National Flower Day
annually on October 7th (since 1986)
The rose is the national floral emblem, or national flower, of the United States. Senate Joint Resolution 159, which adopted the rose as the national floral emblem and asked the president to declare it as such with a proclamation, was passed in 1986 and was signed by President Reagan on October 7 of the same year. Accordingly, President Reagan signed Proclamation 5574 on November 20, 1986, certifying the rose as the national flower. A ceremony to mark the occasion took place in the White House Rose Garden. Therefore, the "National Flower" in today's name refers to the rose, and the holiday is not a general holiday about flowers, but a holiday about the national flower of the United States. The holiday is celebrated on October 7 because that is the anniversary of when President Reagan signed Senate Joint Resolution 159 into law.
A perennial shrub, there are about 100 species of roses, which easily hybridize with each other. Roses are native to the temperate regions of the Northern Hemisphere: most are native to Asia, some are native to North America, and a few are native to Europe and northwest Africa. They have a rich aroma which differs depending on their variety and the climate they grow in. Roses may be red, pink, white, or yellow, with many shades in between, such as dark crimson and maroon. They have petals and hips—their fruit—which both are edible, and have been used in medicines. Their stems have prickles which are referred to as thorns.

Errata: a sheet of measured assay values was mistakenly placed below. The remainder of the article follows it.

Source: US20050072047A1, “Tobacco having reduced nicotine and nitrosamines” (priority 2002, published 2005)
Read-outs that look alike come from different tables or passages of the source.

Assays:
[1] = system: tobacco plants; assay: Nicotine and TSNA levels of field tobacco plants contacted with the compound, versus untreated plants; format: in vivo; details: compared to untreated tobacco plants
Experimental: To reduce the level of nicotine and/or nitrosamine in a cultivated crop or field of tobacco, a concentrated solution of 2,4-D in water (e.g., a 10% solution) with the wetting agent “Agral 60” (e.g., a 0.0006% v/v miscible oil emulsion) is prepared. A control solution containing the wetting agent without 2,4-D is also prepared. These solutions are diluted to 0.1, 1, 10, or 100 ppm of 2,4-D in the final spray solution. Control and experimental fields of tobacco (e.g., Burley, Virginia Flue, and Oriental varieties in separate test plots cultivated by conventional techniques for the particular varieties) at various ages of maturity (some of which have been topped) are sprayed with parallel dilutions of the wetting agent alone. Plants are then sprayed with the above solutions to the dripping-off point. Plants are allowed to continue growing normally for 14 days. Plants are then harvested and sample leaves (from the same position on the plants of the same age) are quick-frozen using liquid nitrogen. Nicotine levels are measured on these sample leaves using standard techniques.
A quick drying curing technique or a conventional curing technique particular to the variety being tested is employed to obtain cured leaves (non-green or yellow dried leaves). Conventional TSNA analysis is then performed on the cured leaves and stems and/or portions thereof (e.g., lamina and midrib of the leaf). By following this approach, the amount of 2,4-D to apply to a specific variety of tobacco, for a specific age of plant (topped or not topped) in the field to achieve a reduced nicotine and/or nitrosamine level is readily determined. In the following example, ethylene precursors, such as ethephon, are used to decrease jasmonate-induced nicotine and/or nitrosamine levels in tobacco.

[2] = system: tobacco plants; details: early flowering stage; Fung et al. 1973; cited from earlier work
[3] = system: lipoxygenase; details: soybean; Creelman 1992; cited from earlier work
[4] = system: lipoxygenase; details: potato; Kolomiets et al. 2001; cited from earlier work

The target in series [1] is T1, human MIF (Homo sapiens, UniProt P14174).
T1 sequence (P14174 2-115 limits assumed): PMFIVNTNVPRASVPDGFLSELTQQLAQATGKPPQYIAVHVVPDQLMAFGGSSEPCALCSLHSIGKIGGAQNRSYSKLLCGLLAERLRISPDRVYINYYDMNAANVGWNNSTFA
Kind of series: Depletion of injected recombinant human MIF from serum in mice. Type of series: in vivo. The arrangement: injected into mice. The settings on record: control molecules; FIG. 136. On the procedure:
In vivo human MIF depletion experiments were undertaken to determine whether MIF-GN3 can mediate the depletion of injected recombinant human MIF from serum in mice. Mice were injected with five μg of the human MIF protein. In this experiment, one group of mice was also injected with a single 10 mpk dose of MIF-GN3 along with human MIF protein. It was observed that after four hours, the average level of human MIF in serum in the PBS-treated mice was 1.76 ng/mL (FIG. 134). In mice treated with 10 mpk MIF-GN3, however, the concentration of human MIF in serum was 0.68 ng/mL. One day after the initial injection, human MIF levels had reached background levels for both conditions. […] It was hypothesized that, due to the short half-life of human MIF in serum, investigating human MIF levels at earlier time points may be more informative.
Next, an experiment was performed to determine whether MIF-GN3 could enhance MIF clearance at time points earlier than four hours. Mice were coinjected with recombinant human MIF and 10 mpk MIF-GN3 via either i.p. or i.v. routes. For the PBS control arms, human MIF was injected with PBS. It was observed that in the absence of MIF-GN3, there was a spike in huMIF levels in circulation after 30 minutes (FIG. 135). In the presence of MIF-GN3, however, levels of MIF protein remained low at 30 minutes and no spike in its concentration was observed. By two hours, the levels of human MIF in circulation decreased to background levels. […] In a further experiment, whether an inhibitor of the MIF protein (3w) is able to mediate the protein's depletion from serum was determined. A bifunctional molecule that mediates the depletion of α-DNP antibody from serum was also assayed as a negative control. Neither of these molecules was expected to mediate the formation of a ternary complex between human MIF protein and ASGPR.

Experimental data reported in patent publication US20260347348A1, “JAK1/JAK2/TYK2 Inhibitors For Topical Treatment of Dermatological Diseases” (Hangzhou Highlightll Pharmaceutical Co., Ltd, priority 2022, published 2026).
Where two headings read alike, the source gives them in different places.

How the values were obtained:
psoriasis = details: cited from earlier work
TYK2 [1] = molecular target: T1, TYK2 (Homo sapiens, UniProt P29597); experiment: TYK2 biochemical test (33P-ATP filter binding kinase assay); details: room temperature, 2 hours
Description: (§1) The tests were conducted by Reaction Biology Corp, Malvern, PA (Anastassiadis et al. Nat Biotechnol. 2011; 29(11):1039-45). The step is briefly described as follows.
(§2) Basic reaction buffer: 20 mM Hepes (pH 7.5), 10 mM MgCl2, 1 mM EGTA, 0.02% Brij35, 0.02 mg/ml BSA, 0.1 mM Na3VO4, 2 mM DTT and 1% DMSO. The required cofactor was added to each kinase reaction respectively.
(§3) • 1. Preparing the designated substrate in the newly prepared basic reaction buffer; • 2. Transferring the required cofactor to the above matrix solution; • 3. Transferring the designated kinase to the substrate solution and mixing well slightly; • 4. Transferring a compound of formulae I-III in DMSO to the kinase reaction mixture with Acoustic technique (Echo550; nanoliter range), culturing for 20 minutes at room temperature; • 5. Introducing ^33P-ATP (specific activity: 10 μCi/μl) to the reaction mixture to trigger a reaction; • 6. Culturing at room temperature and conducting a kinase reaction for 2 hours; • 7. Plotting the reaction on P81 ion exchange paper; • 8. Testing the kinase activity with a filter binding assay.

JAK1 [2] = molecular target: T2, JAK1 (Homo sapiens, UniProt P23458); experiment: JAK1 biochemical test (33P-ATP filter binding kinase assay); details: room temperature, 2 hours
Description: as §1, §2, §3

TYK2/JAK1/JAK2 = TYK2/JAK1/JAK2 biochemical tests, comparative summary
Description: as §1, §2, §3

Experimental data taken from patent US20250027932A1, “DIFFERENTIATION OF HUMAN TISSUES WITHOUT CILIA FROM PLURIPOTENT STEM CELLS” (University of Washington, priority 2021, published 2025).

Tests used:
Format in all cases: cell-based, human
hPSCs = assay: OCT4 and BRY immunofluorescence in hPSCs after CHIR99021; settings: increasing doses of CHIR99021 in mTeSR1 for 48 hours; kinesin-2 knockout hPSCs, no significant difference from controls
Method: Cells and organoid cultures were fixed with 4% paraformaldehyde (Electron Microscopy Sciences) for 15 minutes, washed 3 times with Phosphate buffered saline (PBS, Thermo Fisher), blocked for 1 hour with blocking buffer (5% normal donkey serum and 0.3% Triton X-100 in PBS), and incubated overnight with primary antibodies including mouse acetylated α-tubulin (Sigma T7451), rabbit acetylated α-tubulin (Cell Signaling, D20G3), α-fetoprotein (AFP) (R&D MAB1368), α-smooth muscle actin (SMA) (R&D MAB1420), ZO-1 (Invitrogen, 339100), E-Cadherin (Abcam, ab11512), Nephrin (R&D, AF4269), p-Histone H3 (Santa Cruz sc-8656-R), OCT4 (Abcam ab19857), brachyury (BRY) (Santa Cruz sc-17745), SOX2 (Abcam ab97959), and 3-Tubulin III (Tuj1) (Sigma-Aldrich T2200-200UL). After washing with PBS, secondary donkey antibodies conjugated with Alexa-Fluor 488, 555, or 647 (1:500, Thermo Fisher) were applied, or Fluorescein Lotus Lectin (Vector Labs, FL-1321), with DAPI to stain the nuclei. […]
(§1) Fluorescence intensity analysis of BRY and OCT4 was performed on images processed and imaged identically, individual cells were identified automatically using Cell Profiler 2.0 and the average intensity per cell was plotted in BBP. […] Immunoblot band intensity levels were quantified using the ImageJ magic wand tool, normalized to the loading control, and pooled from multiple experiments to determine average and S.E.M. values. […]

The rose is a symbol of love and beauty and is commonly referred to in art, music, and literature. Roses are used in parades and celebrations, are put on altars and graves, are given to loves, and are used to make perfumes. They have long held significance in the United States, and are grown in all 50 states. George Washington bred roses, and the White House has the White House Rose Garden. Some states have even adopted them as their state flower: New York has the rose, Oklahoma has the Oklahoma rose, Georgia boasts the Cherokee rose, and Iowa and North Dakota both have the wild prairie rose.
How to Observe National Flower Day
The following are a few ideas on how to celebrate the day:
- Plant roses.
- Buy roses for someone.
- It may be too late in the year in some areas, but you could visit a rose garden.
- Learn about and see pictures of the White House Rose Garden.
- Cook using rose petals and hips.